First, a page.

The school opened with 125 ninth graders, and each year Open High School plans to add a grade, enrolling up to 1,500 students. Tonks said the school is continuing to gather content, building its core curriculum over the first four years, followed by Advanced Placement and other elective classes. Open High School teachers are involved with developing curriculum and are compensated for it, something that Tonks said makes it hard to realize the savings the school hopes to see from using open courseware.

“What we’re looking at is 10 years down the road, when we’ve built a core curriculum. … As we go on and each year we build more courses and our variety of courses we have to offer becomes larger, then we aren’t going to have to pay for that instructional designer and those teachers to build the courses anymore, that will ramp down in scale,” she said. “And at that point we will be able to realize some of the savings, and I don’t have a good feel for how long that’s going to take.”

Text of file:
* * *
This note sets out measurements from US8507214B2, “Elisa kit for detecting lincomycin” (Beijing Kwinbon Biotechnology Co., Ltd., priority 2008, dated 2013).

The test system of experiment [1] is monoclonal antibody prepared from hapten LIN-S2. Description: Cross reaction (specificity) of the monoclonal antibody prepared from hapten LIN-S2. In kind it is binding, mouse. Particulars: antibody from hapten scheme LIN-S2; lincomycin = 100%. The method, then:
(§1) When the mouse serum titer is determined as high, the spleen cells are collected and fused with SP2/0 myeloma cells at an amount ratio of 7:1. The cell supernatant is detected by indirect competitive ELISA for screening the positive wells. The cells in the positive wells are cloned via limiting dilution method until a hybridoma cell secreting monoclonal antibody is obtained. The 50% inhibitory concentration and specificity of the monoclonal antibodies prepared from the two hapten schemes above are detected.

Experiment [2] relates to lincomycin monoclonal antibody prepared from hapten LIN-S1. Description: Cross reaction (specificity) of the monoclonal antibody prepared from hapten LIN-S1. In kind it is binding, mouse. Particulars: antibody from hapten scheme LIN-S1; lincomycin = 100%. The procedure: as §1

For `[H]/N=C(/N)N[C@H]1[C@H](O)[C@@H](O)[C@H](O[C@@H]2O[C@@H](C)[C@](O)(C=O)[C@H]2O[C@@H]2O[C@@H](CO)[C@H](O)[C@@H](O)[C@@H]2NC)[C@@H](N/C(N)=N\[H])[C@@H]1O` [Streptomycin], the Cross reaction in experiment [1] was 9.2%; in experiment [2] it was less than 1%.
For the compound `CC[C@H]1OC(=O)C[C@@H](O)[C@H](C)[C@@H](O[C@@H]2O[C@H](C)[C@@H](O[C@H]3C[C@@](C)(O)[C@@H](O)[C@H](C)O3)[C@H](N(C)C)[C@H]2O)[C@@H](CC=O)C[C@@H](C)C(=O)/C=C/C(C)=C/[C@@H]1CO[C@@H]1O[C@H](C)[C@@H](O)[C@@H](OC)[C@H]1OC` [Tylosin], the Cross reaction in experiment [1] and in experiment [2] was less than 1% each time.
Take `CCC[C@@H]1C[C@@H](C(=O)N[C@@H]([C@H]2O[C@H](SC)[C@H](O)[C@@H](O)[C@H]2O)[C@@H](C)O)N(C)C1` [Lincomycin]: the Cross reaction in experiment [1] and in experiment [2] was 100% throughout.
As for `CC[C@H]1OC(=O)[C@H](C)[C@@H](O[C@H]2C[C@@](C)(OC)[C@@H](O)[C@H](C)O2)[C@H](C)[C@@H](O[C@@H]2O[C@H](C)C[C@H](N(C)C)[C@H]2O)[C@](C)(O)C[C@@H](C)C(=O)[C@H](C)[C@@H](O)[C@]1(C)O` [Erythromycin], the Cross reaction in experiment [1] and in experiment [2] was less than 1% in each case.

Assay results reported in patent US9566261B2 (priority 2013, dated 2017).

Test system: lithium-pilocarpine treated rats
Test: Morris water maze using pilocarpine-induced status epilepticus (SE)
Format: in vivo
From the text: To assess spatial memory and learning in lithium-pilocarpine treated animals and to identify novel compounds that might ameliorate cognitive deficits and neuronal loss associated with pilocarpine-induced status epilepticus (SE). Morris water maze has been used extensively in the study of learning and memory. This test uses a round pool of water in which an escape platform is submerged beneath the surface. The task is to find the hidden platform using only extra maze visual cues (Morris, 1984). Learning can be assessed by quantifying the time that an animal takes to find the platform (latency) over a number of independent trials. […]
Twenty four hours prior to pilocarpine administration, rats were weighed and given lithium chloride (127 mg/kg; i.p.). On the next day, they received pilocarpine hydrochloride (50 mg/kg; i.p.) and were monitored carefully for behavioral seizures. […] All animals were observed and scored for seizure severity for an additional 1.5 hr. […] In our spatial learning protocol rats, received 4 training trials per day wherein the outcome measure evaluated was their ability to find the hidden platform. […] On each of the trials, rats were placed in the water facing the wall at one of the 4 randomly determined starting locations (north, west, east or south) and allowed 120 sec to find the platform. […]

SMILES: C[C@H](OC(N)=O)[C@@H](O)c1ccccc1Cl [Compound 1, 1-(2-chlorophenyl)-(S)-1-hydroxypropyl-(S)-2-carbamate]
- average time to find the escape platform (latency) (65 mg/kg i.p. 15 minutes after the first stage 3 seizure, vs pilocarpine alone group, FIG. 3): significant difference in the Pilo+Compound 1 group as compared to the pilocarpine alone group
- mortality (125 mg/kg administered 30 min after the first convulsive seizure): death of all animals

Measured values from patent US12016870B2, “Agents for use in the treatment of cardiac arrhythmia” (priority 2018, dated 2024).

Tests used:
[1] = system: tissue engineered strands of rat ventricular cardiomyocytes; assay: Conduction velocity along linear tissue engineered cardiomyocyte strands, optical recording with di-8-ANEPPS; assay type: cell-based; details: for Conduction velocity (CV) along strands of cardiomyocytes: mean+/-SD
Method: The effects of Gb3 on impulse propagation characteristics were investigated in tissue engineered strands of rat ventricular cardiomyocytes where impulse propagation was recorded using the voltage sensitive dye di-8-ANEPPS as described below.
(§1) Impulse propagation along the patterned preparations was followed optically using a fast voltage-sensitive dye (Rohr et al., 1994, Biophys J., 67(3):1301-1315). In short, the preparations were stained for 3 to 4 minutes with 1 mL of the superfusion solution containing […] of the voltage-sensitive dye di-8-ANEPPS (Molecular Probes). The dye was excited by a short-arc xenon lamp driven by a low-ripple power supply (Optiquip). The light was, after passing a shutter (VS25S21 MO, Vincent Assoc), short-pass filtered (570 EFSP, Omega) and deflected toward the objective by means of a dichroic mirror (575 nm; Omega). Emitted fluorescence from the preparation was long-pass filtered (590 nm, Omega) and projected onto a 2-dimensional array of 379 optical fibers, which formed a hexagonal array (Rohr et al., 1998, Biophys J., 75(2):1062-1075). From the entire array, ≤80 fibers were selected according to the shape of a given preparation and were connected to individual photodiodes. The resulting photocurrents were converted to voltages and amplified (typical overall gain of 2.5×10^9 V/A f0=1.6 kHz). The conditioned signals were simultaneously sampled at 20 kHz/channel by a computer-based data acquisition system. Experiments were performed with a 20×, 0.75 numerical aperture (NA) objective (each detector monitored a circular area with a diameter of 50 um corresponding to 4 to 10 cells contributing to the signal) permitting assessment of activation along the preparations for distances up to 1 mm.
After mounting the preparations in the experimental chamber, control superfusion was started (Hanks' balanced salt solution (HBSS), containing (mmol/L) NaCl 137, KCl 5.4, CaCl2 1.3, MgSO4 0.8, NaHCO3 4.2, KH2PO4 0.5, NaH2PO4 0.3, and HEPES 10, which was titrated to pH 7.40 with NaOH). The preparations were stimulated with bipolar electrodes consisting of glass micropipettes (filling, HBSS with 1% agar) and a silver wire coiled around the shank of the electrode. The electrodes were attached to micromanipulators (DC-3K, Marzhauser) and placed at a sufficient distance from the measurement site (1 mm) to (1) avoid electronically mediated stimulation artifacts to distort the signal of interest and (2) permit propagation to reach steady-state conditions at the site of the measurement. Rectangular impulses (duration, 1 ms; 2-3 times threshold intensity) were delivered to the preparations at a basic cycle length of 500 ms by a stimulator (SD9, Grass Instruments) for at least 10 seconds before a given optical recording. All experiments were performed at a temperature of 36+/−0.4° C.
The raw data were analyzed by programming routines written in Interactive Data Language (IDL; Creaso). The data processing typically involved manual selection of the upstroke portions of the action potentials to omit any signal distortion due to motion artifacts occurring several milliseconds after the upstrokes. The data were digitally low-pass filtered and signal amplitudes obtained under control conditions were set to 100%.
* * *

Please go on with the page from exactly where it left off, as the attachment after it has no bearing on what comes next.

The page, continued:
But National Association of College Stores spokesman Charles Schmidt said many times educational institutions forget about other costs that come with providing open courseware.

“Utilization of open-access course materials … as [an] affordability initiative should fully account for all direct and indirect costs and should take into consideration any potential reduction of revenue that might otherwise be used by an institution to fund financial aid, student life activities, or other necessary campus functions,” he wrote in an eMail message to eSchool News.

Schmidt said that open educational resource (OER) initiatives should recognize that obstacles such as economic barriers, limited technical abilities, restricted access to certain resources, various student disabilities, and differences in learning styles might prevent many students from being able to access, use, or fully benefit from digitally formatted and internet-only accessible content.